Part 1 of the a review of CFCamp 2014 held at Stadthalle Germering, Munich in Germany.
Held on the 20th and 21st of October, I was given the opportunity of attending CF Camp 2014. Along with Andrew, our technical director, we flew to Munich and joined the conference held in Stadthalle Germering, just west of Munich. Couple of hiccups along the way (wrong turn on the autobahn!) but we got there.
The venue itself had a large hall with a small exhibitors’ room for sponsors with a second track of the schedule presented on another floor in a smaller room.
I took a Dell laptop running Linux Mint, this proved really useful during the conferences and I had no problems following along with what the presenters were doing on stage.
CommandBox is a tool for CFML developers aimed to make it easier to get a project up and running quickly – so they can get to work sooner. The talk demonstrated the power of using it to manage the downloading and installation of dependencies for a project, very similar to the node package manager.
It highlighted how CommandBox can be used and extended to make your own commands whilst all being written in CFML. The example command they created was a command called norris that echoed out chuck norris anecdotes. Whilst amusing, it effectively displayed how easy it was to develop your own custom commands.
I can forsee using CommandBox to help set up projects on a dev machine, or perhaps even in production. The developers of the Preside CMS for example have written their own command to install their CMS. Mura is working on their own command as well.
This was a great introductory talk by American Kris Korsmo, a professional pilot, flying 737s for Alaska Airlines. With a history in software development, he is a certified Adobe ColdFusion expert and has spoken at previous conferences.
This talk focused on what object orientated programming is, why it is important and was very good at explaining what many of the terms used in OO are. What particularly impressed me was his knowledge of design patterns – something I would like to see more of in the CFML world as I feel they are under used. Unfortunately, his slot was only an hour long…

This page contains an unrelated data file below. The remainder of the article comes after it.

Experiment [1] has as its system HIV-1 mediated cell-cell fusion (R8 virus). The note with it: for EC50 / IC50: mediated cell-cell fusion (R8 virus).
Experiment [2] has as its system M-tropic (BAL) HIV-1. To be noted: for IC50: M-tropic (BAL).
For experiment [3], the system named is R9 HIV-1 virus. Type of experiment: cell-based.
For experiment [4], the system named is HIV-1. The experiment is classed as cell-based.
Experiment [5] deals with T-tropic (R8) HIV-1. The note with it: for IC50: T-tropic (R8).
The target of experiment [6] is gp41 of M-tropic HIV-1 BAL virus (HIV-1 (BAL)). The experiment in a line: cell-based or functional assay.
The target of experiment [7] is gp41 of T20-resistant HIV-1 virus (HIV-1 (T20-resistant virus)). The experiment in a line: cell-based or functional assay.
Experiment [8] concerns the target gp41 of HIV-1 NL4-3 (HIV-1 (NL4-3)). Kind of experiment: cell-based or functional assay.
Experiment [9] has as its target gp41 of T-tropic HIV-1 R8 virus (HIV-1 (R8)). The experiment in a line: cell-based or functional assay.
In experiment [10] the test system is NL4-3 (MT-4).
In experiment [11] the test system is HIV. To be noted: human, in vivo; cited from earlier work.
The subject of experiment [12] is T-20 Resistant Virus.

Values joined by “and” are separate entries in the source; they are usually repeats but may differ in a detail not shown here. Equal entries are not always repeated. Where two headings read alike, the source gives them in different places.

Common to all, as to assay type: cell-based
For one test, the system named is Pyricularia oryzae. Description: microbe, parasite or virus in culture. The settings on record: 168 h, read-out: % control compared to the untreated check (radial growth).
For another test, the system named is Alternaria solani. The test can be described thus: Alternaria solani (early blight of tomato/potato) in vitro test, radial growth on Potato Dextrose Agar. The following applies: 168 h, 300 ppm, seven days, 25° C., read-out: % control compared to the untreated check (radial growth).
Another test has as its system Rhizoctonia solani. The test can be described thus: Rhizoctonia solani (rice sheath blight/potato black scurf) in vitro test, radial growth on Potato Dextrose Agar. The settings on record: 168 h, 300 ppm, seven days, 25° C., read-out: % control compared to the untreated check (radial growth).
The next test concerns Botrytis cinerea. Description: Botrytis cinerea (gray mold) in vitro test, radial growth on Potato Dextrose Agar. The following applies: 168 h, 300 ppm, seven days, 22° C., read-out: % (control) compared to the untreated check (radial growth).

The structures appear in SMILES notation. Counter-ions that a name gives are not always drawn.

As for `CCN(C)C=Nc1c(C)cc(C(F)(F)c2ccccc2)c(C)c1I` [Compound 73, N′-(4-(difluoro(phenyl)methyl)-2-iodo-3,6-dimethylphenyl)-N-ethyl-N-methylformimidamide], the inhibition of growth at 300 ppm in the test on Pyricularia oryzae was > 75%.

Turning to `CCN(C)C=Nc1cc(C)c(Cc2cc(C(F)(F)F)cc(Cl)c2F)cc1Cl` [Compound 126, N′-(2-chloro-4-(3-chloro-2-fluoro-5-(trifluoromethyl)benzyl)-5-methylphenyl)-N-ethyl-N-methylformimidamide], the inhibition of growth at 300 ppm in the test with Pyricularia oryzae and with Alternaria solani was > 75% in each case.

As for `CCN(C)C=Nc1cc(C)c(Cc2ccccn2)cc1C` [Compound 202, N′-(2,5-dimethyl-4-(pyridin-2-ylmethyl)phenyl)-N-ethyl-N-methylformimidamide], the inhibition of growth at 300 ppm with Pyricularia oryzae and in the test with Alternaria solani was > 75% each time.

This talk followed directly after the OO talk and was presented by Chris Schmitz, focusing on dependency injection. DI/1 is a dependency injection framework included within FW/1, the most popular CFML framework. Essentially DI/1 is used to manage the dependencies within your class hierarchy.
I must confess my understanding of dependency injection varies to what was described in the talk. I thought that it was a pattern used in OO where you passed the method doing what you want to do into the function you are calling. For example, if you have a function called send message, you would pass it the message you want to send and an object that will actually send it. So your sendMessage() function could take an EmailService object and send your message as an email, or it might take an IMService message and send it as an instant message.
During the talk, they used the framework to load the dependencies of your object’s class hierarchy without calling them explicitly. This is something that I will look into further and will need to do some experimenting with in DI/1.
This talk in particular would probably have the most immediate effect on my day to day work. Presented by Gerry Gurevich, we looked at some of the tools available to us as developers that we don’t really think too much about.
The two points that I found particularly useful were, the cfdump and cftrace tag arguments and how to output these to the console or even a file.
There have been a number of instances where I have wanted to see the output of a dump but not wanted to interrupt the flow of the application. Gerry demonstrated how by starting CF from the command line and adding an argument to the cfdump tag we can get information dumped from the server straight into the terminal without affecting the output html or having to use a cfabort.
At first glance this seems like quite a small thing but in day to day use this proves very useful in the debugging process. The other point was that it is possible in both Adobe ColdFusion and Railo to customise the debug information written out at the end of a request when robust debugging is turned on in the CF Administrator. This template is managed by a CFM file within your WEB-INF directory. You can use it to completely change what is output by the debugger, allowing you to do things like group specifics bits of information together, make them collapsable, and a whole number of other things.
There are many examples online to be found which you can utilise or you could roll your own. Definitely something I shall be using and adapting to each project as required.
Continue reading with part 2.